7.
Product and Process Comparisons
7.2. Comparisons based on data from one process 7.2.3. Are the data consistent with a nominal standard deviation?


Sample sizes to minimize risk of false acceptance  The following procedure for computing sample sizes for tests involving standard deviations follows W. Diamond (1989). The idea is to find a sample size that is large enough to guarantee that the risk, \(\beta\), of accepting a false hypothesis is small.  
Alternatives are specific departures from the null hypothesis 
This procedure is stated in terms of changes in the variance, not
the standard deviation, which makes it somewhat difficult to
interpret. Tests that are generally of interest are stated in terms
of \(\delta\),
a discrepancy from the hypothesized variance. For example:


Interpretation  The experimenter wants to assure that the probability of erroneously accepting the null hypothesis of unchanged variance is at most \(\beta\). The sample size, \(N\), required for this type of detection depends on the factor, \(\delta\); the significance level, \(\alpha\); and the risk, \(\beta\).  
First choose the level of significance and beta risk  The sample size is determined by first choosing appropriate values of \(\alpha\) and \(\beta\) and then following the directions below to find the degrees of freedom, \(\nu\), from the chisquare distribution.  
The calculations should be done by creating a table or spreadsheet  First compute $$ R = 1 + \frac{\delta}{\sigma^2_0} \, . $$ Then generate a table of degrees of freedom, \(\nu\), say between 1 and 200. For case (1) or (2) above, calculate \(\beta_\nu\) and the corresponding value of \(C_\nu\) for each value of degrees of freedom in the table where $$ \begin{eqnarray} \mbox{ 1. } & \beta_\nu & = \chi^2_{1\alpha, \nu} / R \\ & & \\ & C_\nu & = \mbox{Pr }(\chi^2_\nu < \beta_\nu) \\ & & \\ \mbox{ 2. } & \beta_\nu & = \chi^2_{\alpha, \nu} / R \\ & & \\ & C_\nu & = \mbox{Pr }(\chi^2_\nu > \beta_\nu) \end{eqnarray} $$ The value of \(\nu\) where \(C_\nu\) is closest to \(\beta\) is the correct degrees of freedom and $$ N = \nu + 1 \, . $$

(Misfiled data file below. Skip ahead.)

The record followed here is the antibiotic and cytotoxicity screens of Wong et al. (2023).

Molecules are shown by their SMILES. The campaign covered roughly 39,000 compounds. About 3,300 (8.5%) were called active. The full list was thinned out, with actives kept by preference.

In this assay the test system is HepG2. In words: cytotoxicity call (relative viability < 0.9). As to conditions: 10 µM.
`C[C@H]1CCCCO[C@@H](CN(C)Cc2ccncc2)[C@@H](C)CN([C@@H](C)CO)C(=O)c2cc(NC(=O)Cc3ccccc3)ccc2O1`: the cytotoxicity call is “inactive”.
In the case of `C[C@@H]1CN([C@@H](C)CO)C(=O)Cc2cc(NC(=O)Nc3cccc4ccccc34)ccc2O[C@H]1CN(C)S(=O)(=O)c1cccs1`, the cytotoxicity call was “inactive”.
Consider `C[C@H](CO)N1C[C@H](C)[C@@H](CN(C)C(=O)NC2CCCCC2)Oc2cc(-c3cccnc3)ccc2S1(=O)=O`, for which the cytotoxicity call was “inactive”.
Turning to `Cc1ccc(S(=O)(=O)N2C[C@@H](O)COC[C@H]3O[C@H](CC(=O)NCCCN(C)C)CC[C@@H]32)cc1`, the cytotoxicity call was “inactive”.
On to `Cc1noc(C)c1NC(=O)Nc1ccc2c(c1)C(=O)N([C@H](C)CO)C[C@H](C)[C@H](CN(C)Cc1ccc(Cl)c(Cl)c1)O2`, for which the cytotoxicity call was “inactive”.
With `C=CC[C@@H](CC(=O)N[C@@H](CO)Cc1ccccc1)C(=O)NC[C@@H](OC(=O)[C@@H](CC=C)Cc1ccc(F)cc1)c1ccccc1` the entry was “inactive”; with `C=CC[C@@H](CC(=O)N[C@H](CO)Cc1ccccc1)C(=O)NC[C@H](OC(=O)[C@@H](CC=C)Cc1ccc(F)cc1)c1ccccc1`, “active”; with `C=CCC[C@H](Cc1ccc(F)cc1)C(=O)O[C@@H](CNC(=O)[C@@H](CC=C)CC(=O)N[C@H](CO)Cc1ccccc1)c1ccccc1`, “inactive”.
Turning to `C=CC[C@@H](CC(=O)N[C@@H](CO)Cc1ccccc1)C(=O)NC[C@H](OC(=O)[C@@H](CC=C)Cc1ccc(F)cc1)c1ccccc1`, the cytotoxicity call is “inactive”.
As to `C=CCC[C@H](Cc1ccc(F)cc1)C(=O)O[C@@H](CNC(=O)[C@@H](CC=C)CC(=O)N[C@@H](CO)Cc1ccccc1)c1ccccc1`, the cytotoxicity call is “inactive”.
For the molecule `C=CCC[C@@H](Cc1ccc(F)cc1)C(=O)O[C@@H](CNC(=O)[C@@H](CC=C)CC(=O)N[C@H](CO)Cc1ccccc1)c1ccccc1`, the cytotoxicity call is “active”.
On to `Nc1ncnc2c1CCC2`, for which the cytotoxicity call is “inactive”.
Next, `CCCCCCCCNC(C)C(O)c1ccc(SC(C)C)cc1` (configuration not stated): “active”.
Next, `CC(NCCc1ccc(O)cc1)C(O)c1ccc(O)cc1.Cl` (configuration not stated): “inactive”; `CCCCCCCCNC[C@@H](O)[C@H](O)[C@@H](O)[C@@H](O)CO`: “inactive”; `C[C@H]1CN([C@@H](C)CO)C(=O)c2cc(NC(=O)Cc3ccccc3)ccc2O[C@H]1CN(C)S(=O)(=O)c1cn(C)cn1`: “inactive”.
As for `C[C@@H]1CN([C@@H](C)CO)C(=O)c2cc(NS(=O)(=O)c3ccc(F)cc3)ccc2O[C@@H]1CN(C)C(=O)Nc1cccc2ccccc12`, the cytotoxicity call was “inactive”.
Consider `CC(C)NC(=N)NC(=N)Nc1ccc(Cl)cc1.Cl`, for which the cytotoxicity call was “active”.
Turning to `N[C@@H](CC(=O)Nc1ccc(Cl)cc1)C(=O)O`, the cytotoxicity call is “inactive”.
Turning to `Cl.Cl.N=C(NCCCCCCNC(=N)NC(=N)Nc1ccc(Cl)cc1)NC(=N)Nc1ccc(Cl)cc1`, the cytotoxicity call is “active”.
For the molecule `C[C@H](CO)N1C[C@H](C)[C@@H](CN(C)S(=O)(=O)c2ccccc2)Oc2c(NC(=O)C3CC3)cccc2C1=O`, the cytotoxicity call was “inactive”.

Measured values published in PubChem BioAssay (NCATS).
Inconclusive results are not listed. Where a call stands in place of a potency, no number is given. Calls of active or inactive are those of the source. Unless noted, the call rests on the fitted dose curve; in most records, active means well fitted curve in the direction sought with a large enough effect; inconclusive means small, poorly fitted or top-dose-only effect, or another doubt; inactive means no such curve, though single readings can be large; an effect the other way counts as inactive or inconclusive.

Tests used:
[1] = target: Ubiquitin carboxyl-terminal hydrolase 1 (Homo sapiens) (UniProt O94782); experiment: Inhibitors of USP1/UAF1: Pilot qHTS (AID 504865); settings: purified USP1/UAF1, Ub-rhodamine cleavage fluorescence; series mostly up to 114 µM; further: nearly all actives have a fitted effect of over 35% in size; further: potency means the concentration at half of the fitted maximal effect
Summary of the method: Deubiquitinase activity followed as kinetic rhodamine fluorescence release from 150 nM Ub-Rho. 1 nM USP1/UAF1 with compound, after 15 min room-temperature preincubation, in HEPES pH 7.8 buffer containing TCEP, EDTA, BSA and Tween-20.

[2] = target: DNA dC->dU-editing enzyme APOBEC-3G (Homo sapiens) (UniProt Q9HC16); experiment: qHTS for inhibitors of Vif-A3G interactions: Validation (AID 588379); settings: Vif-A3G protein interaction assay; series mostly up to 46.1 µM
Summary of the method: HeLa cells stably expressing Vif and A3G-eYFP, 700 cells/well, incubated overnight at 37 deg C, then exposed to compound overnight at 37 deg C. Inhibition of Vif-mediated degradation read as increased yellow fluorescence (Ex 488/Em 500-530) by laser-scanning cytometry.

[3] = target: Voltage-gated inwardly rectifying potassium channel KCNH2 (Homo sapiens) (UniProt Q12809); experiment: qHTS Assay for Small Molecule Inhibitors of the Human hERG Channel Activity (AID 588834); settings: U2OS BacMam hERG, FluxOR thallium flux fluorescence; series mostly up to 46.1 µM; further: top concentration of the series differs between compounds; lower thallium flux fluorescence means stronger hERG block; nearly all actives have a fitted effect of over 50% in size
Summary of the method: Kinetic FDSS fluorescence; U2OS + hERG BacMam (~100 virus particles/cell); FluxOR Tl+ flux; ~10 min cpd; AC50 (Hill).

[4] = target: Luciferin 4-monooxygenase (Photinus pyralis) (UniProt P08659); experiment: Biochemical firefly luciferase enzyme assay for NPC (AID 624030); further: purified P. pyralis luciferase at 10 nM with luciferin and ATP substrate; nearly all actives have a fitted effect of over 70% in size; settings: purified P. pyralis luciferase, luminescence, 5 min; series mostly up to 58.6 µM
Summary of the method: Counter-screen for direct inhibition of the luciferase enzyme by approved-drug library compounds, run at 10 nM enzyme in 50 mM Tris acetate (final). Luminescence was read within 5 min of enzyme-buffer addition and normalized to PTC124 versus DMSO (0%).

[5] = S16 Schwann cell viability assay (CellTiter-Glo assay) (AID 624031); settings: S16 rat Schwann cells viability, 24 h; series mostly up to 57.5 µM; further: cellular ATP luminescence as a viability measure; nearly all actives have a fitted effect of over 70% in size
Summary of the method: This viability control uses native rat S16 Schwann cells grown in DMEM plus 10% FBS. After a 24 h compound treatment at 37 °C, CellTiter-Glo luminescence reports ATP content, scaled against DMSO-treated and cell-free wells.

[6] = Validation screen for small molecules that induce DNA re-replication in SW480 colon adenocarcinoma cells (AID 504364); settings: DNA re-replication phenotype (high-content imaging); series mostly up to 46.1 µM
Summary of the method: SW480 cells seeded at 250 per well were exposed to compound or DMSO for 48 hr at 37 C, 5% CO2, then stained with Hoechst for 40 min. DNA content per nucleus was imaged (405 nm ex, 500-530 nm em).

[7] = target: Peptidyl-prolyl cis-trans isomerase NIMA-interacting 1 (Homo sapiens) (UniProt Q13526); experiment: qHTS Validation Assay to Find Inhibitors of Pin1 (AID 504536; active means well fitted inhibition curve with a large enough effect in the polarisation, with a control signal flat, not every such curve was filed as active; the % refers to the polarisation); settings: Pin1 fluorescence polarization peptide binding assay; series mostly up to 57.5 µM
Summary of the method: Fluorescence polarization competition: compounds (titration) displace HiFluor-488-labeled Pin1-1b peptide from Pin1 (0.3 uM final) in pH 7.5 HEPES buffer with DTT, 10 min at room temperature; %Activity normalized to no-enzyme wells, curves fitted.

Hints on using software packages to do the calculations  The quantity \(\chi_{1\alpha, \, \nu}^2\) is the critical value from the chisquare distribution with \(\nu\) degrees of freedom which is exceeded with probability \(\alpha\). It is sometimes referred to as the percent point function (PPF) or the inverse chisquare function. The probability that is evaluated to get \(C_\nu\) is called the cumulative density function (CDF).  
Example  Consider the case where the variance for resistivity measurements on a lot of silicon wafers is claimed to be 100 (ohm^{.}cm)^{2}. A buyer is unwilling to accept a shipment if \(\delta\) is greater than 55 ohm^{.}cm for a particular lot. This problem falls under case (1) above. How many samples are needed to assure risks of \(\alpha\) = 0.05 and \(\beta\) = 0.01?  
Calculations 
If software is available to compute the roots (or zero values) of a
univariate function, then we can determine the sample size by finding
the roots of a function that calculates \(C_\nu\)
for a given value of \(\nu\).
The procedure is:
Alternatively, we can determine the sample size by simply printing computed values of \(C_\nu\) for various values of \(\nu\).
The values of \(C_\nu\) generated for \(\nu\) between 165 and 175 degrees of freedom are shown below. \(\nu\) \(\beta_\nu\) \(C_\nu\)
165 126.4344 0.0114 166 127.1380 0.0110 167 127.8414 0.0107 168 128.5446 0.0104 169 129.2477 0.0101 170 129.9506 0.0098 171 130.6533 0.0095 172 131.3558 0.0092 173 132.0582 0.0090 174 132.7604 0.0087 175 133.4625 0.0085The value of \(C_\nu\) closest to 0.01 is 0.0101, which is associated with \(\nu\) = 169 degrees of freedom. Therefore, the minimum sample size needed to guarantee the risk level is \(N\) = 170. The calculations used in this section can be performed using both Dataplot code and R code.